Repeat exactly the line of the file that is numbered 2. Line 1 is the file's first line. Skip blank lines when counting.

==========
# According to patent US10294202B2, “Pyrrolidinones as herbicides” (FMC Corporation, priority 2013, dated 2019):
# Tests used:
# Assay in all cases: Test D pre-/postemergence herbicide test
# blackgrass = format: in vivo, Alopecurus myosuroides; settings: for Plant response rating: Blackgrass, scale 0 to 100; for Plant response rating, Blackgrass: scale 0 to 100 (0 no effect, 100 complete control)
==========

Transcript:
# Tests used: